Very few cars have influenced the automotive world more significantly than the Nissan that came to be known as ‘Godzilla’.
At the heart of the GTR was Nissan’s 2.6-litre, straight-six engine with sequential turbochargers, an intercooler and variable torque-split transmission. Official engine output was a very conservative 206kW but more realistically in the 260-270kW range.
Nissan’s decision to build a car that would challenge Porsche in the world performance car market had consequences that reverberated through global automotive design. It also prompted a ‘dumbing down’ of Australian motorsport.
Reaction following back-to-back Bathurst 1000 wins in 1991 and ’92 convinced promoters that the motor racing public didn’t want a high-tech, all-wheel drive dominating the Touring Car category and banned them in favour of the rear-wheel drive, V8 ‘taxis’ we’ve been saddled with until now. Sadly for Nissan Australia, the car-buying public thought likewise.
Australian-complied GTRs arrived during 1991 and with a price-tag of $110,000. Times admittedly were financially daunting but with the cheapest 911 Porsche costing $55,000 more, the GTR looked to be a bargain.
Australia’s first batch of R32 GTRs was built at Nissan’s Murayama factory during May and June 1991. The second run of 50 cars came down the same production line in August. They were then shipped to Melbourne where 50 extra hours per car were allocated to fit local compliance items including child-seat restraints, a fuel-filler restrictor and the high-mount stop-light.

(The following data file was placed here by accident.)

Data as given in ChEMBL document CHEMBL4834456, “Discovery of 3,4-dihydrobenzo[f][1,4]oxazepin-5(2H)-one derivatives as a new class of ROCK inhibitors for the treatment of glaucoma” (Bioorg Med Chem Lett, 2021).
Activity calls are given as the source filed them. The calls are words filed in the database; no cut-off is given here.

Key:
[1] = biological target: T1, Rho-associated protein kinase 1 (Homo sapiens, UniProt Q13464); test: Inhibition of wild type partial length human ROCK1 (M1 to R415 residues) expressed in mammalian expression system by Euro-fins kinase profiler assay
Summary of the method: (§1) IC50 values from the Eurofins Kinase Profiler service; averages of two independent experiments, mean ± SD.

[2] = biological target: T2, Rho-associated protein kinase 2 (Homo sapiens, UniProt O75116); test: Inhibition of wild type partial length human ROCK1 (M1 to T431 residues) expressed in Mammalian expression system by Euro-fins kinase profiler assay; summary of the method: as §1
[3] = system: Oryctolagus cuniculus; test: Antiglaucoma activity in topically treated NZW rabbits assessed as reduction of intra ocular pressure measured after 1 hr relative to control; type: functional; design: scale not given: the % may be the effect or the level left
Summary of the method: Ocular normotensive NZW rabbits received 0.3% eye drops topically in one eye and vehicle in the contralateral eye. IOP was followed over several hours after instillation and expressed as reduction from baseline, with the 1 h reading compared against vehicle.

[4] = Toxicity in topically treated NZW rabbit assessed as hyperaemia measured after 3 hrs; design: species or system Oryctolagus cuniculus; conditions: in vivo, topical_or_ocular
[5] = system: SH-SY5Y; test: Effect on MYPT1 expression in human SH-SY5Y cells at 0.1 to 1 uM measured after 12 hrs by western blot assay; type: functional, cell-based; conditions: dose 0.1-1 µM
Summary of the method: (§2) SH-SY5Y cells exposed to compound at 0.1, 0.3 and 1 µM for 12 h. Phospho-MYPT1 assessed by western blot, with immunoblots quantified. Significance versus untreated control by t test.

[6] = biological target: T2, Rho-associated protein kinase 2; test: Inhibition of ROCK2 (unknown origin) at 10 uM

Local cars also had Blaupunkt sound systems, a roof-mount aerial and replacement speedometers that read to a barelyadequate 260km/h. Of the 100 cars that arrived as ‘official’ imports, 26 were painted Black Pearl Metallic with a further 37 of each in Jet Silver and Red Pearl Metallic.
In a 1993 article entitled ‘Farewell To Godzilla’ which marked the end of the GTR’s race career in Australia and tracked its
disappointing sales performance, Wheels magazine reported that just 63 of the available cars had found owners.
A decent proportion would initially have gone to proprietors and senior execs of Nissan dealerships who doubtless retired their 300ZXs in favour of Japan’s most advanced and potent supercar. That left just a few dozen to decorate the garages of private buyers, but even those seemed ridiculously hard to move. Not the case today where any that appear for sale attract a string of buyers.
The first GTR is a very significant car and under different circumstances might have been considered a revered collectible rather than a bit of a disappointment.
There were two, now three, distinct market segments in Australia for the R32 GTR. At the bottom of the pile sit low-volume import cars – arrivals from Japan during the past 20 or so years that have probably travelled significant distance. Lots of these are available and even if we run short there were almost 44,000 R32s built between 1989 and 1994. Too many cars in an ambivalent market (with many of them in sub-standard condition) drag down the prospects of better examples to appreciate.